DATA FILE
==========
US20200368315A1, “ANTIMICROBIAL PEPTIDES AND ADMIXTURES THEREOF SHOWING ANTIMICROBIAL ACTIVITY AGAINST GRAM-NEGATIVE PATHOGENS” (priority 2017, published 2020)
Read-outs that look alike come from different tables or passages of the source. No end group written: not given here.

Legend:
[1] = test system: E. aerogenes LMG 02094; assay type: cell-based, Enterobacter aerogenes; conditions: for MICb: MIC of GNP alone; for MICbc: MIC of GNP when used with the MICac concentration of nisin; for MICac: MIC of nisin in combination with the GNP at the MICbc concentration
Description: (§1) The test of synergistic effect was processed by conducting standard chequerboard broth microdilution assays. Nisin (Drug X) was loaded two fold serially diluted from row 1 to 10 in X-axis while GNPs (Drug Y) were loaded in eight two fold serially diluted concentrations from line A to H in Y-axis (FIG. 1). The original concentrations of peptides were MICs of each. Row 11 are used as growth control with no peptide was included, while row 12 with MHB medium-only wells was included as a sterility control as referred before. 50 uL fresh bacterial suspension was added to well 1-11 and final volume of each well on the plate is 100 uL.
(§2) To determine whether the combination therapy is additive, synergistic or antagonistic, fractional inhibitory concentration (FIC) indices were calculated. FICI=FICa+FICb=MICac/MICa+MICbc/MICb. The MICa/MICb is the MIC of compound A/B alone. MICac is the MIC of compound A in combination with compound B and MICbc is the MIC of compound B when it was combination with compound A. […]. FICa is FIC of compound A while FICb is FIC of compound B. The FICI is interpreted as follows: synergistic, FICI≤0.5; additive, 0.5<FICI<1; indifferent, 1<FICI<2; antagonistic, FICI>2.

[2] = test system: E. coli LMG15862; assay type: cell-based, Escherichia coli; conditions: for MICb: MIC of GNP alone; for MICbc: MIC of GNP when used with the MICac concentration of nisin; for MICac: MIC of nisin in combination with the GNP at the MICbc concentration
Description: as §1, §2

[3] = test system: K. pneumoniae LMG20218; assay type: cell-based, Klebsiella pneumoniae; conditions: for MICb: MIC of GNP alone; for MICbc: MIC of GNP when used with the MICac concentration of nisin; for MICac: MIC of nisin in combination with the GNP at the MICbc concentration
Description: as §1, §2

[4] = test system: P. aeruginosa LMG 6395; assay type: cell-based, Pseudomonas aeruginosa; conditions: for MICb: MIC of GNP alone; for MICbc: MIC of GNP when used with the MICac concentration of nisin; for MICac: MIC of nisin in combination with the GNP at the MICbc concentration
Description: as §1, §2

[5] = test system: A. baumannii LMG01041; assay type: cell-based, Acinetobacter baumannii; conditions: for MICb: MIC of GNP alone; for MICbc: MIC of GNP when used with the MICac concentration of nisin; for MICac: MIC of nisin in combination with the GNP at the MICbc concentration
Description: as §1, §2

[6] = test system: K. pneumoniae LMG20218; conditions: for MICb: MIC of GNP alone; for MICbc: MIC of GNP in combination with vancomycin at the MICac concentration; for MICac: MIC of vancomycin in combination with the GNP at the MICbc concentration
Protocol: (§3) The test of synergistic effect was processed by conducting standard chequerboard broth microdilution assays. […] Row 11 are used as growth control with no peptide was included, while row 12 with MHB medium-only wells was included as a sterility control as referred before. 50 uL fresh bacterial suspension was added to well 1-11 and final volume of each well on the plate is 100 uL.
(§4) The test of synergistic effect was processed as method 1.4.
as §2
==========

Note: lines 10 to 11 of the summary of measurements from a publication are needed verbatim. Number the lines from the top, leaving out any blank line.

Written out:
Description: as §1, §2

[4] = test system: P. aeruginosa LMG 6395; assay type: cell-based, Pseudomonas aeruginosa; conditions: for MICb: MIC of GNP alone; for MICbc: MIC of GNP when used with the MICac concentration of nisin; for MICac: MIC of nisin in combination with the GNP at the MICbc concentration